Review of The Fault In Our Stars by John Green

1 09 2013

Okay, I know I’m waaaay behind on reading this book, but I finally did and boy amd I glad!

The fault in our stars Finished: August , 2013
Published: January 10th 2012 by Dutton Books
Genre: Young Adult Contemporary
POV: First Person
Number of Pages: 313

“Despite the tumor-shrinking medical miracle that has bought her a few years, Hazel has never been anything but terminal, her final chapter inscribed upon diagnosis. But when a gorgeous plot twist named Augustus Waters suddenly appears at Cancer Kid Support Group, Hazel’s story is about to be completely rewritten.”

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This book definitely left me with a lot of mixed feelings. I’m not one who normally reads contemporary (The majority of what I read is fantasy), but I’m glad I chose to read this. I’ll admit I kind of saw the end coming partly because of the book My Sister’s Keeper by Jodi Picoult, but that didn’t make it any less painful. Like any book, the story had some weak points but overall I found it completely enthralling, incredibly realistic, and utterly heart breaking.

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Hazel: Our main character. A spunky, sarcastic, impossibly funny girl walking through life one step at a time. She may have lung cancer, but she doesn’t try to sugar coat anything. She accepts the reality of her situation, no matter how grim it may be, and lives out her life. I loved Hazel. She is everything I want in a heroine and so much more. Even on the doorway to death, she still manages to stay strong. I really respect her character.

Augustus (Gus): Gus is like that one boyfriend you had who was always sweet and funny and caring and almost perfect. He made me laugh, made me cry, made me wish he existed (minus the whole cancer part) No, even WITH the cancer part. He was perfect, which was his one fatal flaw. He was too perfect of a character. As much as I wish he actially existed, he doesn’t. But I love him anyways.

Isaac: Though somewhat of a minor character, I love the way his character portrayed the heartache part of the story. Because of his surgery, the girl he thought would love him forever pretty much threw him aside and left him to deal with it all on his own. I’ll admit that he was retty strong to keep going on after everything. he managed to stay strong until the end and I kind of hoped that he and Hazel would somehow get together.

Peter Van Houten: Ah, Mr. Van Houten. The douchebag of the book and the type of author none of us aspiring authors hope to become. Though he has his own reasons for being an asshole, I still found his character a bit of a surprise from all his correspondences with Hazel and Gus. But he had an important role to play in the story and I couldn’t be happier.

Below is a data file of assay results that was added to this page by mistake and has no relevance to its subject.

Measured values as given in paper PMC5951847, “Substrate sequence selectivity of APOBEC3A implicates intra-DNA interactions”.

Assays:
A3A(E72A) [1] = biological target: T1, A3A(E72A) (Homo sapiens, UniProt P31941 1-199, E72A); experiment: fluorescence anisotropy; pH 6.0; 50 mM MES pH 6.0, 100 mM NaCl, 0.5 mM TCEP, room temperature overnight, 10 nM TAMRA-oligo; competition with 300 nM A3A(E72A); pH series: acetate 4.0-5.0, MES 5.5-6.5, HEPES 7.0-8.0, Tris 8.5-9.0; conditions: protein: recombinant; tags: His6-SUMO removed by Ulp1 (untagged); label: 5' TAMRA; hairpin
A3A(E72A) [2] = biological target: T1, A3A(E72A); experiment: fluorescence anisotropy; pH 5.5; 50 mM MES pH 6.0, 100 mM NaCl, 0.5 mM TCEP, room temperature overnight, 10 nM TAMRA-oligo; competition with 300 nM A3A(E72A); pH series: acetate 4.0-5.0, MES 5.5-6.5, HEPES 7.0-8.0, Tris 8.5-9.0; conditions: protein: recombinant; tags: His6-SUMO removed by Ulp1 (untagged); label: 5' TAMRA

The Parents: I liked all the parents in this book. They weren’t too pushy or forced onto us but they weren’t none existant either. They played an important role and showed just how much they can suffer and still exists after the death of a child with cancer.

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The story took us through the ups and downs of the life of a cancer patient, all while throwing in bits and pieces of normalcy into it. There was love, loss, hapiness, sorrow, surprise, disgust, and just about everything else you could want in this story. The plot didn’t seem to ridiculous or boring and none of the scientific words were too far over my head. Green did a marvelous job describing and helping me to understand just what the characters were going through.

I read somewhere that he was even permitted to write in Amsterdam for a while (a location that the characters visit in the book) and I found his descriptions beautiful. I wouldn’t mind seeing the confetti flowing down from the iepen or elm trees. Though the ending/twist wasn’t very surprising, it was heartbreaking all the same. I remember tearing up on certain parts of the book and refusing to read on because I knew what was going to happen.

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I thought that The Fault in Our Stars was a beautifully, if not tragic, piece of contemporary novel about the struggles or life and the realization of how short our mortality truly is. 4 1/2 out of 5 stars.

4 and a half stars

Support the author and buy the book wherever books are sold (or borrow it from your library).




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